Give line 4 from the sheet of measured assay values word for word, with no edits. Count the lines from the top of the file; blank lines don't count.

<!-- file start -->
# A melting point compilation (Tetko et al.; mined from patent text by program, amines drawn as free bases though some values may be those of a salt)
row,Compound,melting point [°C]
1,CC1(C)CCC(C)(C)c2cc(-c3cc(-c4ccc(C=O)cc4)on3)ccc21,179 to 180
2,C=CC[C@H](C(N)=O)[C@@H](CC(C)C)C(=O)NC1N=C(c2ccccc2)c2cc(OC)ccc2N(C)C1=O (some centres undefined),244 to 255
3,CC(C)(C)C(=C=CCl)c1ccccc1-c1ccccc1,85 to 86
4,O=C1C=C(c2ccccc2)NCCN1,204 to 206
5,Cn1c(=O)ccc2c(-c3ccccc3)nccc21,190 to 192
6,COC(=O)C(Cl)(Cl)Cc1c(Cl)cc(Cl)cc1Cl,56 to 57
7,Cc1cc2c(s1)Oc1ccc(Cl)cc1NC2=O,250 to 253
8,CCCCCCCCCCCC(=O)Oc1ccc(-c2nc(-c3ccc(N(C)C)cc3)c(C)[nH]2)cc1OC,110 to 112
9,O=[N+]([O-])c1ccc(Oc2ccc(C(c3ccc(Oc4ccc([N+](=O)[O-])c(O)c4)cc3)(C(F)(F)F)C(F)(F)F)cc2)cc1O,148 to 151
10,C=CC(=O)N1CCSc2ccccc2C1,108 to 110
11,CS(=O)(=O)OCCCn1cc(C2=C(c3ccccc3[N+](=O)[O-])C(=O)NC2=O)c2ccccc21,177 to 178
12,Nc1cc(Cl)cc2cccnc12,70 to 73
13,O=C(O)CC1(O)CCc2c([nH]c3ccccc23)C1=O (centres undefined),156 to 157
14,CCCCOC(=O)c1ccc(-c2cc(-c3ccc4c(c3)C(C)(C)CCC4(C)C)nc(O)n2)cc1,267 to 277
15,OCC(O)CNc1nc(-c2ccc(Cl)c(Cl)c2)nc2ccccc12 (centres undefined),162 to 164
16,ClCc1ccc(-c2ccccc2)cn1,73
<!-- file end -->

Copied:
2,C=CC[C@H](C(N)=O)[C@@H](CC(C)C)C(=O)NC1N=C(c2ccccc2)c2cc(OC)ccc2N(C)C1=O (some centres undefined),244 to 255